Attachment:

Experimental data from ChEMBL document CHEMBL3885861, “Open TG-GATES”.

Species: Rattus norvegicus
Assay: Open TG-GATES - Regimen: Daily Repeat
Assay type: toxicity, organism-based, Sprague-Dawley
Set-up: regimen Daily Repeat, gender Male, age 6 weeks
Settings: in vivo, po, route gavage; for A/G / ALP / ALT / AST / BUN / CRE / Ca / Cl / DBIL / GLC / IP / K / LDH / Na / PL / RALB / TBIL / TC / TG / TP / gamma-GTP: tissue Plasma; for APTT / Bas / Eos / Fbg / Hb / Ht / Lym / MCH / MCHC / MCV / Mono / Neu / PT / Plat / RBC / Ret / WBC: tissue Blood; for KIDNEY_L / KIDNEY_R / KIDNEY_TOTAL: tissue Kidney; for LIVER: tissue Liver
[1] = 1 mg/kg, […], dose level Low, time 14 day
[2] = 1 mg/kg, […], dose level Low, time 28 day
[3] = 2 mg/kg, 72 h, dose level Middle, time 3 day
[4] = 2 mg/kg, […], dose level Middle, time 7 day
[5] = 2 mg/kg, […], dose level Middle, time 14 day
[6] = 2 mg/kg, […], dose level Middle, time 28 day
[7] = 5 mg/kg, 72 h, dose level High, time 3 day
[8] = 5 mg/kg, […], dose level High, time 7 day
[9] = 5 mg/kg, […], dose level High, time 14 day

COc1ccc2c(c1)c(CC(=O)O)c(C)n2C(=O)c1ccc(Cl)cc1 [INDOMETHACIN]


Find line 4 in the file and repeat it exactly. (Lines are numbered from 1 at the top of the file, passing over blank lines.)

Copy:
Assay type: toxicity, organism-based, Sprague-Dawley